While we usually envy modernists their relatively easy access to source material, more early modern primary sources are becoming available online all the time. One of the most fascinating collections is that of The Proceedings of the Old Bailey, London’s principal criminal court, which gives us access to over 100,000 criminal trials for the period 1674-1834. From these records, Natalie Bennett highlights the story of a well-traveled thief (with some additional tantalizing hints about the murder of a member of the Royal Society), and Kristine of Earmarks gives us the intriguing tale of a cat who calls its owner’s attention to a suspicious Noise in the Vault.

Crime seems to be a hot topic for early modernists, as Laura James at CLEWS shares the tribulations of Dorothy Talby, one of the first women to be executed in the American colonies. Another mystery comes from Sharon at Early Modern Notes, drawn from her research on early modern crime and legal history: the case of the missing swineherd who came to an unfortunate end.

And crime, of course, has its consequences: “I am now to end a Scandalous Life, by a deserved Ignominious Death,” says a priest about to be executed in 1693. Copernicus at Fústar discusses a collection of gallows speeches from 18th century Ireland (and, in passing, slips in a neat argument that “bloggers are the latterday pamphleteers to the corporate media’s 17th century newspaper publishers”).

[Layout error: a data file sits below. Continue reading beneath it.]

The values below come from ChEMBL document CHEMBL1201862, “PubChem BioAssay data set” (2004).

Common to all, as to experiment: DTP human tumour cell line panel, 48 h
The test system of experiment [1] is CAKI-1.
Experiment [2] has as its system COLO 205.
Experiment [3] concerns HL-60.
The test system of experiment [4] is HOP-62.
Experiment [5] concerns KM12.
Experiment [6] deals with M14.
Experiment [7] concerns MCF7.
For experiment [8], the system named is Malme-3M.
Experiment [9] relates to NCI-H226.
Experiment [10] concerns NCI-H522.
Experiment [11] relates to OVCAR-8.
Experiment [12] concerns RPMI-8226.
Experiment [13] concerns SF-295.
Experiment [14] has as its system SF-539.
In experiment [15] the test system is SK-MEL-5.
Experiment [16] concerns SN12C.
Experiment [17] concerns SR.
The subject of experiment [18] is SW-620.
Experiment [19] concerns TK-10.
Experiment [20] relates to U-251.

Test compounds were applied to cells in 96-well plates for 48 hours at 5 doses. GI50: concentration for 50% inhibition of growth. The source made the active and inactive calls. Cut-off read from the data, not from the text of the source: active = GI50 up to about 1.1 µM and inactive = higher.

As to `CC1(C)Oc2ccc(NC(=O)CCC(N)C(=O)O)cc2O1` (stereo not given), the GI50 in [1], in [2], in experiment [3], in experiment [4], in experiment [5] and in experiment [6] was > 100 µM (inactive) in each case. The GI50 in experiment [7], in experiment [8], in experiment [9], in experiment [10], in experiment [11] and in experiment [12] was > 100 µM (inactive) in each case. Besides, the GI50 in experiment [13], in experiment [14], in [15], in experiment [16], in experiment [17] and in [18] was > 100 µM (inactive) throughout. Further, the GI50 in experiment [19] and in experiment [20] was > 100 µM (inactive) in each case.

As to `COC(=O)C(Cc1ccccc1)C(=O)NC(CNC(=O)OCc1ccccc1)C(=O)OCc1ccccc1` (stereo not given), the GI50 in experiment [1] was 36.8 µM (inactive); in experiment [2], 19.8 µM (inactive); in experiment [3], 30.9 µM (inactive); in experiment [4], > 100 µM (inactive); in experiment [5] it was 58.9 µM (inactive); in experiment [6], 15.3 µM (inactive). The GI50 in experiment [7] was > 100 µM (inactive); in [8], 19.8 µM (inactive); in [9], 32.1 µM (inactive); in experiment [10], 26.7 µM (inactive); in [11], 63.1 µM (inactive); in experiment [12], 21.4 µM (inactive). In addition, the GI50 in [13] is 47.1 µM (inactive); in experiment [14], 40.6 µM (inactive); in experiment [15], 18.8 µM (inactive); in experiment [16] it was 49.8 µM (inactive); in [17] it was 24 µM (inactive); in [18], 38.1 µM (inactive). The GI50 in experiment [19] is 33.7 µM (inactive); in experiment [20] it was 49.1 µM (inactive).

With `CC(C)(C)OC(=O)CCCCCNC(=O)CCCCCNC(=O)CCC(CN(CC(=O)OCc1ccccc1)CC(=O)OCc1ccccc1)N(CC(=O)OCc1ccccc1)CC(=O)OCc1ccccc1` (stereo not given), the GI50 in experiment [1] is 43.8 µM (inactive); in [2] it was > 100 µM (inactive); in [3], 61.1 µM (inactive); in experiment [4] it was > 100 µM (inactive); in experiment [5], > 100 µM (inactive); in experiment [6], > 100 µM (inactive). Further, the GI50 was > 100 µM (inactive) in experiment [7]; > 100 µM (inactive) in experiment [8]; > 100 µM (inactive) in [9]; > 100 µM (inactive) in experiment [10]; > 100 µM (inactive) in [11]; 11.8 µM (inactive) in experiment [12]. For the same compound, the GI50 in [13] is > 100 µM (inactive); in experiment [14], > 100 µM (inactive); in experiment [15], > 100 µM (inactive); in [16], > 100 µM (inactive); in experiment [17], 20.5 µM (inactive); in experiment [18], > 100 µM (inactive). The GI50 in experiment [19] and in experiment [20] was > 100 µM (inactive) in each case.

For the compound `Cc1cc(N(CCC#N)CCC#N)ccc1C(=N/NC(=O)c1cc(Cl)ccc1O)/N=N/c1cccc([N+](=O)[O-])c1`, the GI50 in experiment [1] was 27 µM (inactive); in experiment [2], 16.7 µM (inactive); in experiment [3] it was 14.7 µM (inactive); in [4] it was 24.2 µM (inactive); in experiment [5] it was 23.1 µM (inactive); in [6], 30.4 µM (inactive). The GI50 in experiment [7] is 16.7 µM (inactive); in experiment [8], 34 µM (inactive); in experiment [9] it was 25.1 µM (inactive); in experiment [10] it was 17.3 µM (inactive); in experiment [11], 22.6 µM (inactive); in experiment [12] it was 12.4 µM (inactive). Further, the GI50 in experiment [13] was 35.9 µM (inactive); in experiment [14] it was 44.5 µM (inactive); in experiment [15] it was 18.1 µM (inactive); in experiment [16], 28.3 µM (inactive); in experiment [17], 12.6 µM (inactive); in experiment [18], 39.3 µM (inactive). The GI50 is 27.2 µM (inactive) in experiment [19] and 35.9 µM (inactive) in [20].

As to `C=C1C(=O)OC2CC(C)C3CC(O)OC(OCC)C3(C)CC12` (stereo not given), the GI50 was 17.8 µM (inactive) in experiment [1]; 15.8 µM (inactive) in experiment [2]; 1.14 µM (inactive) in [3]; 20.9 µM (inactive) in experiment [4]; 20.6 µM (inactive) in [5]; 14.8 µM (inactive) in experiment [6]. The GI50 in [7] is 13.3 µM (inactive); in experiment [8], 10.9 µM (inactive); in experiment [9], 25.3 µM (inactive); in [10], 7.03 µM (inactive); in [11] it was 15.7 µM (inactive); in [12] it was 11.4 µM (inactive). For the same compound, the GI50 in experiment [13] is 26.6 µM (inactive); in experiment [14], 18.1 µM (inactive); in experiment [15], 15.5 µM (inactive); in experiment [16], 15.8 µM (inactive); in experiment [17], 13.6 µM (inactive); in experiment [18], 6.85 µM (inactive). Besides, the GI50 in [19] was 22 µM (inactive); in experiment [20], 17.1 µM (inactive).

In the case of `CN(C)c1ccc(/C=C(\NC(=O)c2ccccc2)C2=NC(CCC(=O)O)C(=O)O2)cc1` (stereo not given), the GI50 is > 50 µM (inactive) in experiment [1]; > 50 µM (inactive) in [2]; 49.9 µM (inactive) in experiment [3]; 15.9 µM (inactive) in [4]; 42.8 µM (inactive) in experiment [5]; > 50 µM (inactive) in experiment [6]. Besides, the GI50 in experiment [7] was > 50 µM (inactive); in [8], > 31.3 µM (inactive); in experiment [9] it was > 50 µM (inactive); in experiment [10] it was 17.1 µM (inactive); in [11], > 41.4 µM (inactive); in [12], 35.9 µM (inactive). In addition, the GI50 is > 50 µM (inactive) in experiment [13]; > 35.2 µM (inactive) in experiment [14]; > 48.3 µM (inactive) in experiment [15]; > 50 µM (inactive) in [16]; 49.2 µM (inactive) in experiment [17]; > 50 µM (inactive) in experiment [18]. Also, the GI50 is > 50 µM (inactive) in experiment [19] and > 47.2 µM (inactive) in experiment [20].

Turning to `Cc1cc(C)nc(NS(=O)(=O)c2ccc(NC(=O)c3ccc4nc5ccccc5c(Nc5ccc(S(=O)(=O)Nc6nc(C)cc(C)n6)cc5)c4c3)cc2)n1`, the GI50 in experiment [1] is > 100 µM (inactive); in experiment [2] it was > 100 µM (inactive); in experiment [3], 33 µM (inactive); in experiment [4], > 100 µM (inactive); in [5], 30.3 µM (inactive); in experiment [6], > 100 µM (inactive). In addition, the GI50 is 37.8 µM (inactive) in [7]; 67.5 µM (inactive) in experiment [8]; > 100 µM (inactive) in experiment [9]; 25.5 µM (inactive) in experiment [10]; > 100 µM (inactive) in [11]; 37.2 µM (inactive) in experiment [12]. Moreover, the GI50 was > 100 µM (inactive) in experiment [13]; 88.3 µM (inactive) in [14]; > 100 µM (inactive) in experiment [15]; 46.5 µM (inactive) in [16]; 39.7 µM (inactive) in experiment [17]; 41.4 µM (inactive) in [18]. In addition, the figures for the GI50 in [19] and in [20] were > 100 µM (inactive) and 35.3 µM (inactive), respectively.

“What do you lack? What is’t you buy?” Pasttense reviews Linda Levy Peck’s Consuming Splendor, on the seventeenth-century aristocrat’s consuming desire for… well, consuming. See also Pasttense’s discussion of the BBC’s “In Our Time” episodes on James II and the Jacobites and 17th-century print culture.

More valuable online sources include Winter Evenings, an 18th-century collection of essays on literature and morals by the Rev. Vicesimus Knox. See here, for example, Knox’s argument in favor of quotations and marginal scribblings. A similar collection of writings, in this case from the early 19th-century manuscript volumes of Miss Frances Williams Wynn, is made available to us by Natalie Bennett at Diaries of a Lady of Quality. Exploratoria points us to an entry from the Hon. John Lindsay’s Journal of An Imprisonment in Seringapatam written in the 1780s, with a link to the full text at Christopher Handley’s Diary Research website.

Take a peek at Steve Muhlberger’s relatively new blog, which addresses the BBC’s list of “Who were the worst Britons?” as well as the validity (or not) of everyone’s favorite 15th century Chinese map. Steve also has some excellent links and comments on early modern sources, including Samuel Pepys’ diary and what he describes as “a tremendous collection of paintings and engravings illustrating the life and costumes of the very, very, very rich and noble in the time of Charles II of England and Louis XIV of France,” L'Age d'Or.

Want more early modern culture in your own world? Here’s Natalie Bennett’s review of the Royal Shakespeare Company’s current production of Thomas More, and Bunny Smedley discusses the meaning of self-portraiture with particular reference to Jan van Eyck in this review of the National Portrait Gallery's current exhibition Self Portrait: Renaissance to Contemporary.